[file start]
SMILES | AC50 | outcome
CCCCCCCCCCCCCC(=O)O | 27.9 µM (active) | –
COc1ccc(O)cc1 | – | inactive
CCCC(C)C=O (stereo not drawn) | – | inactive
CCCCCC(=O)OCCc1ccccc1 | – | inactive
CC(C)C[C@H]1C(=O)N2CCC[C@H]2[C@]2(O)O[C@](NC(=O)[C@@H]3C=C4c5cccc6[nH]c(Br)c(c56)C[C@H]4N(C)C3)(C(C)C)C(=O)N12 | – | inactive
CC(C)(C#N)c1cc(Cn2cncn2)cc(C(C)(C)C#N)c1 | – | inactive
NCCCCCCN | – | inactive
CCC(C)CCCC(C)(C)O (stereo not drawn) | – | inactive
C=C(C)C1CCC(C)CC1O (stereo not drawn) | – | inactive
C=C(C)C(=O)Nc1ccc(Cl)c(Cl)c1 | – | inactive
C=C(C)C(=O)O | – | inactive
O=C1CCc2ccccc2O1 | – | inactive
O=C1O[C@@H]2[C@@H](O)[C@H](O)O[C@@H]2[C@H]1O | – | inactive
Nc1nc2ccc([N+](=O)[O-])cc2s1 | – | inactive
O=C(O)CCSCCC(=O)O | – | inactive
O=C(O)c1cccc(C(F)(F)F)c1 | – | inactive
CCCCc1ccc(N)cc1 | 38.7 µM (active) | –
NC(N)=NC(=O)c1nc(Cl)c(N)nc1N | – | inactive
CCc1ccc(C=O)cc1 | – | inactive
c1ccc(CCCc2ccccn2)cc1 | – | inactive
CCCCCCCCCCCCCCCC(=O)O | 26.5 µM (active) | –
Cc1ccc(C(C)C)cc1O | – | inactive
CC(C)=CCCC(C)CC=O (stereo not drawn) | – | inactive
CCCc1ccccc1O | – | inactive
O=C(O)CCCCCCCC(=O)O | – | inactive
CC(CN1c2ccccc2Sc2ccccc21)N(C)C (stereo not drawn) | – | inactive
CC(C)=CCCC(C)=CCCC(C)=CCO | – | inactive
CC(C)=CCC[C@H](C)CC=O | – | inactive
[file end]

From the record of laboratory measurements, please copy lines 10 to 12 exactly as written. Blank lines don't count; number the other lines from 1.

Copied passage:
C=C(C)C1CCC(C)CC1O (stereo not drawn) | – | inactive
C=C(C)C(=O)Nc1ccc(Cl)c(Cl)c1 | – | inactive
C=C(C)C(=O)O | – | inactive